6. Jon Rowley says:

    Thanks Sonja. There will surely be a blog on herring.

  7. linda says:

    The concept of umami is particularly resonant with me at this moment in time as I timidly pry my way into the much-maligned realm of molecular gastronomy. I’ve been on a tireless quest to distill that elusive element of taste for years, and this month I’m trying to do it by concentrating small doses of powerful flavor into tiny capsules that burst in the mouth for that final, indulgent complement to the perfect bite. I think the reason it is so hard to define lies in the fact that it is so fundamentally present, like a soul, but wholly impossible to refine, manufacture or possess- again, like a soul. Unrelated- congrats on joining the blogosphere- will bookmark your site and check back.

    • Jon Rowley says:

      Linda,
      Good luck on your quest. It is good to have a quest. I wish I could share my peach with you. I looked for it for years. I haven’t learned yet to insert a photo (or a taste).

  8. barbara says:

    Congrats on your first post. I’m looking forward to your seafood posts.

    I found this post interesting. Are you aware of this site? http://www.umamiinfo.com/on 3 s

    Over the past 6 years I’ve been through 3 different chemo regimes. With each of them, all I wanted to eat was potato chips, Big Macs, Kebabs. I think research into umami and chemo would be interesting, and useful in helping cancer patients to determine a diet while under treatment.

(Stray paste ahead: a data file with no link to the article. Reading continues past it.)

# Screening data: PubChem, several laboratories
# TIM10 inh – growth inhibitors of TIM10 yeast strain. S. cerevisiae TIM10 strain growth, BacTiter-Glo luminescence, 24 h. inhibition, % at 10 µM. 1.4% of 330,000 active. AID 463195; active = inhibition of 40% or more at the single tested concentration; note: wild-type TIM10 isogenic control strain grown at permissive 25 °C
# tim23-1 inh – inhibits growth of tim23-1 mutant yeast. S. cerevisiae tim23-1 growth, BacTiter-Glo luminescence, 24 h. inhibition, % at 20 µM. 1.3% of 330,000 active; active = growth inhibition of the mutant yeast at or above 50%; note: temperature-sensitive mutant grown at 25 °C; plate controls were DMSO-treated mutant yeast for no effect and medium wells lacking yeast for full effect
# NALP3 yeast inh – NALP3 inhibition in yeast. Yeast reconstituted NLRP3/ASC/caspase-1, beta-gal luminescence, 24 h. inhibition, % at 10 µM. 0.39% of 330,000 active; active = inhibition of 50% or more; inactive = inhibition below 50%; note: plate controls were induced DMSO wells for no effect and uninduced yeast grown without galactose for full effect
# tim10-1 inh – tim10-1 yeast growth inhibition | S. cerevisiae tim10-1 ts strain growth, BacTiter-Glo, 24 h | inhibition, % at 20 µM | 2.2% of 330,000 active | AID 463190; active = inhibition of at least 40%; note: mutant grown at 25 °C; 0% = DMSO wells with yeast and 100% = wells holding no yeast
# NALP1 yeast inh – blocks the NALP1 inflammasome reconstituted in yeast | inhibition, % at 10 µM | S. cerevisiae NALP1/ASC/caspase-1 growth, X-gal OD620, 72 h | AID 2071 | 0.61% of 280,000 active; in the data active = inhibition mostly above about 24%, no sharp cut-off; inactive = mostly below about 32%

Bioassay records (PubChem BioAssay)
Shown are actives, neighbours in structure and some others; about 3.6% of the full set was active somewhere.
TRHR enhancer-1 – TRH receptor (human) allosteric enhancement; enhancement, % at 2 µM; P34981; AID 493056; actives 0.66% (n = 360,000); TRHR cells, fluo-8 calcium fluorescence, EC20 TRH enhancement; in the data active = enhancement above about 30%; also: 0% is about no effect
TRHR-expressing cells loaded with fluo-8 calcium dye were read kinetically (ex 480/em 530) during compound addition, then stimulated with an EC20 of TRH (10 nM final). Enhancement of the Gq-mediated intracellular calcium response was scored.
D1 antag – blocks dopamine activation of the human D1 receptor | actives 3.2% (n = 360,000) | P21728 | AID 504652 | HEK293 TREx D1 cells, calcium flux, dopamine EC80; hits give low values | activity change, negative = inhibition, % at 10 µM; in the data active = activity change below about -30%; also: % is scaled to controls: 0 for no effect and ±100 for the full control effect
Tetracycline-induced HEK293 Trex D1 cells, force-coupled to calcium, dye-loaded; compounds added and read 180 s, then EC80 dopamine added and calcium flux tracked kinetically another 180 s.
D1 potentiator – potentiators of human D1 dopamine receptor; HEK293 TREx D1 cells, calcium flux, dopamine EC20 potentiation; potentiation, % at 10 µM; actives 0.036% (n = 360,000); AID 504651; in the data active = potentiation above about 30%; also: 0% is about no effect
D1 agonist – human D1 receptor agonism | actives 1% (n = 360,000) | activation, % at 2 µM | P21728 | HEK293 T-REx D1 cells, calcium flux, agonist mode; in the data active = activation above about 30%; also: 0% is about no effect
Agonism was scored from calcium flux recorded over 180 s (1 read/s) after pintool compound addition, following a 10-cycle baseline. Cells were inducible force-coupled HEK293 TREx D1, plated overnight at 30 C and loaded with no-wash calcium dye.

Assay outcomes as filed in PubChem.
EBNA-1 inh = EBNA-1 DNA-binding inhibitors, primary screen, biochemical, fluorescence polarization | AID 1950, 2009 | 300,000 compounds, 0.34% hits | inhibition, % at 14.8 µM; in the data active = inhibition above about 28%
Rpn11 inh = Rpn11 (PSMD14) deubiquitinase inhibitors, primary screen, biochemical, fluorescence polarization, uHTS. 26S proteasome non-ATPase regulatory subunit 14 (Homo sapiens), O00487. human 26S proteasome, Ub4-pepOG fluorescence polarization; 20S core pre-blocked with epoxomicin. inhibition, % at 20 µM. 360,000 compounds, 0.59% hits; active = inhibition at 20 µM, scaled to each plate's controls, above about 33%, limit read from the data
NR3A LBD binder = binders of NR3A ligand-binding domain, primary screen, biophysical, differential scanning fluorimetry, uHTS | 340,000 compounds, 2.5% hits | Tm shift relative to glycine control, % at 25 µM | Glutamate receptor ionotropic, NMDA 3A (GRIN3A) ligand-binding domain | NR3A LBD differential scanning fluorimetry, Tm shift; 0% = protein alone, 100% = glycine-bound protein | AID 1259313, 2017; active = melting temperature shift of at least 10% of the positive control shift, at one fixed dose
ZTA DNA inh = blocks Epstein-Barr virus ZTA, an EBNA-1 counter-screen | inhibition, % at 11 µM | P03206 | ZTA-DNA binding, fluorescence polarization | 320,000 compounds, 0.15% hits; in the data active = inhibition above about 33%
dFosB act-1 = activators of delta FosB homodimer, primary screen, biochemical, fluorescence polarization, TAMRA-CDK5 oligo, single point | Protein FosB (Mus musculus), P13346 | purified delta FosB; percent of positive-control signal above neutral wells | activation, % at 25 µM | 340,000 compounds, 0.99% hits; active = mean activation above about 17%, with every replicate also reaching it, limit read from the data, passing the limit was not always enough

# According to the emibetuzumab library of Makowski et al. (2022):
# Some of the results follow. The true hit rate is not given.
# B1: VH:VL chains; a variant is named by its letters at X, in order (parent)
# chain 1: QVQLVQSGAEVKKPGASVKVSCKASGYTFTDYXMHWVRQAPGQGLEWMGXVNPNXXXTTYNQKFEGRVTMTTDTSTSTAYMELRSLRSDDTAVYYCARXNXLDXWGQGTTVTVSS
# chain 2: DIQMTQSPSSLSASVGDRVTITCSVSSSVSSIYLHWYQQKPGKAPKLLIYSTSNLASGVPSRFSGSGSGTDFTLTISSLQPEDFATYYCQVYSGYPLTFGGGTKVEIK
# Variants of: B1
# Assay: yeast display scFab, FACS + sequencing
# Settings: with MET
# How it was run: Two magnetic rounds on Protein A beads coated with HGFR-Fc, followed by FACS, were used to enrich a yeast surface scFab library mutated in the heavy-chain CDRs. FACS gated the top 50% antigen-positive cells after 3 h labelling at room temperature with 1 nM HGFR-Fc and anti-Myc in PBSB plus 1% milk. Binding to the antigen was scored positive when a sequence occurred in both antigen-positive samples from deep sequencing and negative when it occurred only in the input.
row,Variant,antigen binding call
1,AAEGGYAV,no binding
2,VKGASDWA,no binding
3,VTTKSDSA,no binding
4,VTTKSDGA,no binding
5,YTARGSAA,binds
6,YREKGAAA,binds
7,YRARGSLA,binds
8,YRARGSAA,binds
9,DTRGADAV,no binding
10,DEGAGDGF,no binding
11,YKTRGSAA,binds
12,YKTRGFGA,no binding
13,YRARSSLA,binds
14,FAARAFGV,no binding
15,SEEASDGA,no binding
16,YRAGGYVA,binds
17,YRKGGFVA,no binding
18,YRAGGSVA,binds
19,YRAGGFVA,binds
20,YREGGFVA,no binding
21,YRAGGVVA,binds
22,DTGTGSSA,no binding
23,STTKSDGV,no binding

9. Treehouse says:

    MFK Fisher would love your blog, Jon. Bravo!

  10. Jon Rowley says:

    Barbara,
    I wish you the best possible outcome and many beautiful tastes.

    Thank you for the link. I was not aware of the Umami Information Center, let along their website. Fascinating information but I was pursuing the “beautiful taste” definition rather than the “5th taste”. As I mentioned in my post, I encountered Japanese chefs and scholars who were about 50% encouraging and 50% discouraging in my understanding of umami. Confusing. Based on some fascinating email discussions that this post has generated I am now trying to locate Japanese food history and language scholars who can speak to how “umami” was used prior to 1900, prior to its use by the Ajinomoto Corporation to promote MSG. Stand by.

  11. Joe says:

    I’m not sure if this is accurate, but I always think of “umami” as description for how the end result of the Maillard reaction tastes. The Maillard reaction results in many different flavors compounds (wikipedia states that it’s the most essential chemical process to the flavoring industry) – most of which we associate with “savory”, “meaty”, or “roasted” (i.e. coffee). These are similiar adjectives with which umami is often described. Any thoughts about this?

  12. jonrowley says:

    Joe,
    I want the Maillard reaction or bronzing happening when I am cooking salmon but this is different than selecting a salmon for how it is going to taste based on type, oil content, season, handling on the boat, freshness and all of those factors which go into salmon quality. That is how I come at it. The Maillard Reaction flavors are all the more interesting when a fish has umami in the way I understand the word. Good question.

  13. deetour says:

    Great blog.